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Emil Kerenji
2007-2008 Raul Hilberg Fellow

"The Holocaust as Regional and Comparative History: Yugoslavia, 1941-1945"

Professional Background

Emil Kerenji received a Ph.D. in history at the University of Michigan, an M.A. in history at the Central European University, Budapest and a B.A. in history and political science at American University in Bulgaria. In fall 2008 he began a tenure-track assistant professorship of modern Eastern European history at the University of South Carolina. For his Raul Hilberg Fellowship, Dr. Kerenji conducted research on “The Holocaust as Regional and Comparative History: Yugoslavia, 1941-1945.”

Dr. Kerenji is the recipient of several academic honors including the Marshall Weinberg Prize for Outstanding Graduate Work in Judaic Studies and the Rackham Predoctoral Fellowship at the University of Michigan. His publications include “Vojvodina Since 1988” in Serbia since 1989: Politics and Society under Milošević and After, Sabrina Ramet and and Vjeran Pavlaković, eds. (University of Washington Press, 2005) and “Dimitrije Ljotić” in Anti-Semitism: A Historical Encyclopedia of Prejudice and Persecution, Richard Levy, ed. (ABC Clio, 2005). In addition to English, Dr. Kerenji is fluent in Serbian, Croatian, and Bosnian, and has reading knowledge of Hebrew, Yiddish, German, Bulgarian and Macedonian.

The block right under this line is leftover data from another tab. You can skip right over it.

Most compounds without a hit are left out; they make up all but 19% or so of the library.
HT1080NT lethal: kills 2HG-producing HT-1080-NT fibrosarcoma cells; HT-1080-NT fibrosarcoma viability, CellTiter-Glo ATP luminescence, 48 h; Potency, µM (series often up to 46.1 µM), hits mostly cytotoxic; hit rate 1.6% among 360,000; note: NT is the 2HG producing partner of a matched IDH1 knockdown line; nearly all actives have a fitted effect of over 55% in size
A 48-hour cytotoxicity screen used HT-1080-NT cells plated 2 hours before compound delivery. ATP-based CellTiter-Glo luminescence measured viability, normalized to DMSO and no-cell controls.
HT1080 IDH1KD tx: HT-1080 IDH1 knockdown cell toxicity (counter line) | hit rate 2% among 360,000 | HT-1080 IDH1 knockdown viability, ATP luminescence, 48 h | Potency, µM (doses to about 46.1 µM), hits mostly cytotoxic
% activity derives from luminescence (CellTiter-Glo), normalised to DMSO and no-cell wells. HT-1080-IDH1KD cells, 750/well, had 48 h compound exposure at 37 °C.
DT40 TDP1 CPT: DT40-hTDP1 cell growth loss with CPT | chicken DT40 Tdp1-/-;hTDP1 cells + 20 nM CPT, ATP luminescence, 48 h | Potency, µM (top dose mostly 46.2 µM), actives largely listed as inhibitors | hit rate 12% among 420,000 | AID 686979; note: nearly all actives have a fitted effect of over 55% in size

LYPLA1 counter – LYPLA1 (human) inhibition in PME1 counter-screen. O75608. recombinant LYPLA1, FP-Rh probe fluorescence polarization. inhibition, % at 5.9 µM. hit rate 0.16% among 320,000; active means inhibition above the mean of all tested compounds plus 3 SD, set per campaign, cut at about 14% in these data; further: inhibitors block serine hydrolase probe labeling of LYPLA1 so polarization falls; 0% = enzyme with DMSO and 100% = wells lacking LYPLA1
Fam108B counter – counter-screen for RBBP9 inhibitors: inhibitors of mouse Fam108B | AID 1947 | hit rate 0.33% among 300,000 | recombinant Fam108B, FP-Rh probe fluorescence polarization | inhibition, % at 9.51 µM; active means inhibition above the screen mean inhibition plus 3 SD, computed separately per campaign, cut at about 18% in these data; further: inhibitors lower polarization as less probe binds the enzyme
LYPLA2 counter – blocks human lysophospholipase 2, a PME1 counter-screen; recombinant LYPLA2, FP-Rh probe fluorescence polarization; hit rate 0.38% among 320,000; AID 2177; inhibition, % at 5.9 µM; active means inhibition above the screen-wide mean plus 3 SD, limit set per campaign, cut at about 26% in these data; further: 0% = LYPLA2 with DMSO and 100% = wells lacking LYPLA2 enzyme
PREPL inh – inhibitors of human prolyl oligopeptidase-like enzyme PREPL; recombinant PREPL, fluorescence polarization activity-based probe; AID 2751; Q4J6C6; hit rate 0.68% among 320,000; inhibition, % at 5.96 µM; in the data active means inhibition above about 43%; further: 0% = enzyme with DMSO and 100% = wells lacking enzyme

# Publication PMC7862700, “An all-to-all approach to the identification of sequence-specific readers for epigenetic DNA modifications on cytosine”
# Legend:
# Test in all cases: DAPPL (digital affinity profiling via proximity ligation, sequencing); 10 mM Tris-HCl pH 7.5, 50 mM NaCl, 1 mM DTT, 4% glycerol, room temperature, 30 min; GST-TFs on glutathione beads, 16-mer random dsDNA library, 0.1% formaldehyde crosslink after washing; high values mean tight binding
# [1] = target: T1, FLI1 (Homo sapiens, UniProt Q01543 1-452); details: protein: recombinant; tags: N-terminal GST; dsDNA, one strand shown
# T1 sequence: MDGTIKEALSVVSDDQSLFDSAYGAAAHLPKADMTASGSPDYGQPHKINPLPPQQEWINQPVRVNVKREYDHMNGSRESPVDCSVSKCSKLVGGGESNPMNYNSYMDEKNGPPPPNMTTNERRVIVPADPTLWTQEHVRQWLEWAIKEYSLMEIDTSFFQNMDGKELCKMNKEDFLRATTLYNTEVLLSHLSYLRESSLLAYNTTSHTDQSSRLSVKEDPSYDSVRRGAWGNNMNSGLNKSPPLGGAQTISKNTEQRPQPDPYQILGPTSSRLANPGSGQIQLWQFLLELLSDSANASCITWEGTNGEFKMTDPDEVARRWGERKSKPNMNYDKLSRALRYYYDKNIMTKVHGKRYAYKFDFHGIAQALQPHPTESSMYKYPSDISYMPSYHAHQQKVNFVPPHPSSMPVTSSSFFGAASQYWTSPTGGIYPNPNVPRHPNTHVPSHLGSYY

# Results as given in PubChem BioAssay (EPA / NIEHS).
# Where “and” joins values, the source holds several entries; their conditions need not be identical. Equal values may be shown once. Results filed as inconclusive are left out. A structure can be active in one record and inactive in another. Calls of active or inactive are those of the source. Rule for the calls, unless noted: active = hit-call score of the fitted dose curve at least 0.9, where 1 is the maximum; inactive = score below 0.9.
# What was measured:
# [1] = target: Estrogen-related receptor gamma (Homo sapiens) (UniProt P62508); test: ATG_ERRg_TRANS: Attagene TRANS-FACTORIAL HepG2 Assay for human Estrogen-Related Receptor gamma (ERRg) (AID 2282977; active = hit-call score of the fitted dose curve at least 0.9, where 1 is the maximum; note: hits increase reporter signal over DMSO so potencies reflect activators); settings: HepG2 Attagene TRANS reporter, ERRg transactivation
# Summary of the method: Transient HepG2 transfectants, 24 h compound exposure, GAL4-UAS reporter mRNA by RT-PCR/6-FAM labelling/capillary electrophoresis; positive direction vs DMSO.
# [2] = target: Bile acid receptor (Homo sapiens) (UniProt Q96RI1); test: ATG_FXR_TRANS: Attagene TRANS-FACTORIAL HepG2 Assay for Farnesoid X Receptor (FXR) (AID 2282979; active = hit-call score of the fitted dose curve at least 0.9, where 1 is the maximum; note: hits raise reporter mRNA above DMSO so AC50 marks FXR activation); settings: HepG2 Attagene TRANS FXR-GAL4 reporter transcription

Fellowship Research

During his fellowship at the Center, Dr. Kerenji researched the Holocaust in Yugoslavia. In particular, he contextualized the complexity of everyday life in the different parts of Yugoslavia during the Holocaust as a means for better understanding of the collaboration, resistance, and accommodation, which has remained relatively understudied.

Dr. Kerenji was in residence at the Mandel Center from January 1 to August 30, 2008.